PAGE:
12 things you need to consider when viewing a property
First time buyer? Here are some helpful tips to keep in mind when heading to an open house.
Check the orientation
Do you want sunlight in the front or back of the house? Will you be there during the day or only during the weekends? Orientation will affect everything from summer barbecues in the back garden and growing veg, to the sense of light in your reception rooms and kitchen/dining areas.
What is the traffic like?
Visit the site at different times of the day to get a sense of the traffic flow, bottlenecks and commute times. Check the local commuter routes to ensure your house won't end up being on a rat run. Speed bumps slow traffic down but braking and accelerating is a noise nuisance late at night.
The old rule of location, location, location
This applies within a development too, for example, a cul-de-sac can be a safer place for children to play than a drive-through street; a house near the entrance to an estate will experience greater traffic than one at the far end of the scheme.
Keep the view in mind
If you're buying off-plan, check to ensure that the view you currently see from your prospective house will be the one you end up with when the scheme is finished. If your neighbouring houses have three storeys, interior designer Suzie McAdam suggests checking whether your garden will be overshadowed. Revisit the site a few times; ask questions of any existing residents, and do your research using boards.ie.
Ask the developer/agent about green spaces
Will they remain green spaces or is there a danger they could be infilled at a later date? Also, check you are not on a flood plain.
Don't be seduced by the show house
McAdam warns: "Some show houses use tiny, tiny furniture. A two-seater sofa in the living room will make it look bigger, when in reality you will need a three-seater sofa."
Storage can be a huge issue
If the wardrobes are fitted, how do they compare to the storage space your possessions require? Is there space for non-hanging items? How big is the hall? Is there room for a pram or bike? Will the garden lend itself to a shed? If there is a wood-burning stove, where will you store fuel? Where do wheelie bins go? Is the bed in the master room on the small side and if you need a bigger bed will there be room to walk around it?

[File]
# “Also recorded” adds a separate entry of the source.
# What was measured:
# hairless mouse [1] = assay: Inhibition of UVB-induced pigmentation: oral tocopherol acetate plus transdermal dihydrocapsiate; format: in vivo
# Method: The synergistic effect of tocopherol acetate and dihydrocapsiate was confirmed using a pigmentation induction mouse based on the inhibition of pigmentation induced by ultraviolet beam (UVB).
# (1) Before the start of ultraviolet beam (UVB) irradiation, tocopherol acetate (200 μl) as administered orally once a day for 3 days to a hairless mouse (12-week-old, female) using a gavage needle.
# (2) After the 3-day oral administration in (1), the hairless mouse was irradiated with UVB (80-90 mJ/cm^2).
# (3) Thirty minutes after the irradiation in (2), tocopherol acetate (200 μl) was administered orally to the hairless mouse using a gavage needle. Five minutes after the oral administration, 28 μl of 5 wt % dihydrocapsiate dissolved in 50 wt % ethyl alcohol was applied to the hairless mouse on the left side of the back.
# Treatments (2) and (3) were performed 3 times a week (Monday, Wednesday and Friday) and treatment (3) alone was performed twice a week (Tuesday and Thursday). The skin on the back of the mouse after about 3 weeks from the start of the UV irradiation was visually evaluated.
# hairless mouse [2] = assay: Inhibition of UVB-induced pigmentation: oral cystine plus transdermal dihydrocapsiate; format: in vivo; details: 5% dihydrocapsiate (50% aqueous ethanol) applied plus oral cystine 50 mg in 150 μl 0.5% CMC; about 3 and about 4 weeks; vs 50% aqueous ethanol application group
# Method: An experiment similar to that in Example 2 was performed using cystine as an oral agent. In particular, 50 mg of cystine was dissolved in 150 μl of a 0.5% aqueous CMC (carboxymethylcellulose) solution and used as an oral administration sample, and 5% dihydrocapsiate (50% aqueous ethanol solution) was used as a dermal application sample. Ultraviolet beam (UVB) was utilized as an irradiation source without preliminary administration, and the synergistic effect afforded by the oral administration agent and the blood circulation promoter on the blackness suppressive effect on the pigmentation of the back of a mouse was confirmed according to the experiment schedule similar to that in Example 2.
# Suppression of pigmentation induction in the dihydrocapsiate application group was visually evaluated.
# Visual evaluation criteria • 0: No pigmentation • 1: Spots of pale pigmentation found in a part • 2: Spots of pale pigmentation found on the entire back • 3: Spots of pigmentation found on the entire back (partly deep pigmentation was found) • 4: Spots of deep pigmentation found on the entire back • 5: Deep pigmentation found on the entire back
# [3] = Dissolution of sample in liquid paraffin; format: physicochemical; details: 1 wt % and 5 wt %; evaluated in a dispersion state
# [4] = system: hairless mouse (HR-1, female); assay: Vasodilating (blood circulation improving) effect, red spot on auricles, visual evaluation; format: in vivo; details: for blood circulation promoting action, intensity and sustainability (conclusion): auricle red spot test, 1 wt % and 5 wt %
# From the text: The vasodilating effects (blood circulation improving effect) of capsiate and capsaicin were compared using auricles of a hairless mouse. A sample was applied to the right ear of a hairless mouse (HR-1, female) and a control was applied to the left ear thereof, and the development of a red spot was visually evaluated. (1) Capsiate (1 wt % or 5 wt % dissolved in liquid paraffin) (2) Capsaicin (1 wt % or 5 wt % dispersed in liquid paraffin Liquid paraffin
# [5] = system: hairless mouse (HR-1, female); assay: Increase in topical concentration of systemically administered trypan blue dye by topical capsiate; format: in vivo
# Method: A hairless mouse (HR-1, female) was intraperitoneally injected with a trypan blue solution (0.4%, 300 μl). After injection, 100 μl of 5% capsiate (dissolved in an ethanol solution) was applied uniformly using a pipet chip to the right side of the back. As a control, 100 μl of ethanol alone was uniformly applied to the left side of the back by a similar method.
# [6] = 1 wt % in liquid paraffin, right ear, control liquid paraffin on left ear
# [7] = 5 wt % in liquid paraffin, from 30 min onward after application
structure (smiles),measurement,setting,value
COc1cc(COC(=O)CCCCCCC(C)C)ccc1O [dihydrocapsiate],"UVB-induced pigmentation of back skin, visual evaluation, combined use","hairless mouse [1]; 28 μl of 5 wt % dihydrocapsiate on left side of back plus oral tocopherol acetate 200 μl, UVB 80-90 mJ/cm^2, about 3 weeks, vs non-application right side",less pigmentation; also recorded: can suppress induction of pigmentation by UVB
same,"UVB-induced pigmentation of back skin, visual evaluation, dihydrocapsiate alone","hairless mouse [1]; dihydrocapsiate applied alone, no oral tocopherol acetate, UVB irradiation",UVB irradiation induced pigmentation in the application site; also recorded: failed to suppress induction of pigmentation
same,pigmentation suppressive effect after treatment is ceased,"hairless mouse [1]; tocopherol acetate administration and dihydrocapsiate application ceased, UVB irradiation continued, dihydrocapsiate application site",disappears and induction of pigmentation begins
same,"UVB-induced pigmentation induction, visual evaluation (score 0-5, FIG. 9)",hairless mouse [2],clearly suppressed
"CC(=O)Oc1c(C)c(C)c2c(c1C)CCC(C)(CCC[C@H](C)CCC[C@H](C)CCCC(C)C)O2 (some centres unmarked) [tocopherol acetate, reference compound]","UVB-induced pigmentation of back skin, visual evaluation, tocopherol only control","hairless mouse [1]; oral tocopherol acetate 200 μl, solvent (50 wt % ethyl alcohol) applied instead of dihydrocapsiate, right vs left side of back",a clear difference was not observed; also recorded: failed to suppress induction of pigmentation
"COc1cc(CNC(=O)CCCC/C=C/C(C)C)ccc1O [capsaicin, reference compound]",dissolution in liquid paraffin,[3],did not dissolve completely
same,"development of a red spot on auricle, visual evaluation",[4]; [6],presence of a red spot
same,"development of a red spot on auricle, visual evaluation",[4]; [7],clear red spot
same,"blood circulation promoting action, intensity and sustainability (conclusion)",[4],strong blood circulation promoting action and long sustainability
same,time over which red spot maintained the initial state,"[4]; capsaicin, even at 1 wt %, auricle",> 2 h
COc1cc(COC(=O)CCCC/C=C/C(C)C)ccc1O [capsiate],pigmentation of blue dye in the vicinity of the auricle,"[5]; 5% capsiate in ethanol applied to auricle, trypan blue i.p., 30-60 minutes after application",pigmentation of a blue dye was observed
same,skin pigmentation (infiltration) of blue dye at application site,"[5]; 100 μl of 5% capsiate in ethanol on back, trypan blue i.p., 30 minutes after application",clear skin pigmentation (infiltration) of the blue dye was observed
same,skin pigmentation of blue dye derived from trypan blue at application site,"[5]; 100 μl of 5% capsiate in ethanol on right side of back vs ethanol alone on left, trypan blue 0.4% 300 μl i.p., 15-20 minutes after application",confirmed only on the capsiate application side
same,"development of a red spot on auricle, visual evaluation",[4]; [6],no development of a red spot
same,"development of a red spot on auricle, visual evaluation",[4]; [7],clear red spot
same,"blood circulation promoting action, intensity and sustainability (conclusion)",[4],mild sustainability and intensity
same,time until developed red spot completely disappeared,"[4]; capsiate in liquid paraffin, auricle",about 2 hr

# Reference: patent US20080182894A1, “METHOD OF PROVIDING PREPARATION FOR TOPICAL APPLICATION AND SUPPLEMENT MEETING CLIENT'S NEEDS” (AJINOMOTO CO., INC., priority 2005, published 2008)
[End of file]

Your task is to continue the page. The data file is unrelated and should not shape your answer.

Check the quality of the proposed finish before you agree to it
Sometimes, McAdam says, "you might be best advised going for the allowance or credit and choosing your own finish, if you want something higher quality. It may be worth negotiating with the builder to get a reduction on the sale price and pick your own finish instead".
Be wary of spotlights
"My pet peeve," says McAdam, "is spotlights, unless they are in the kitchen. They can be very harsh to live with and, in a show house, can give a false impression of how much natural light a room gets."
Be sure that the configuration of rooms in your house type suits you.
"Look at your pieces of furniture," says McAdam. "Often a different configuration with different room sizes might suit you better. The development may have many types of house."
Are you planning a family?
If you are planning a family, check out the local schools, sports, health and other amenities. Schemes over a certain number of units will include a creche - check this is the case and where it will be in relation to your home. Being within walking distance of shops and amenities is a bonus for new parents.
Think about future-proofing
Think about whether the attic is suitable for conversion, ie is the roof made from prefabricated trusses, generally unsuited to conversion, or a traditional-cut roof? Could you fit stairs to the attic from the existing landing, rather than having to disturb existing bedrooms?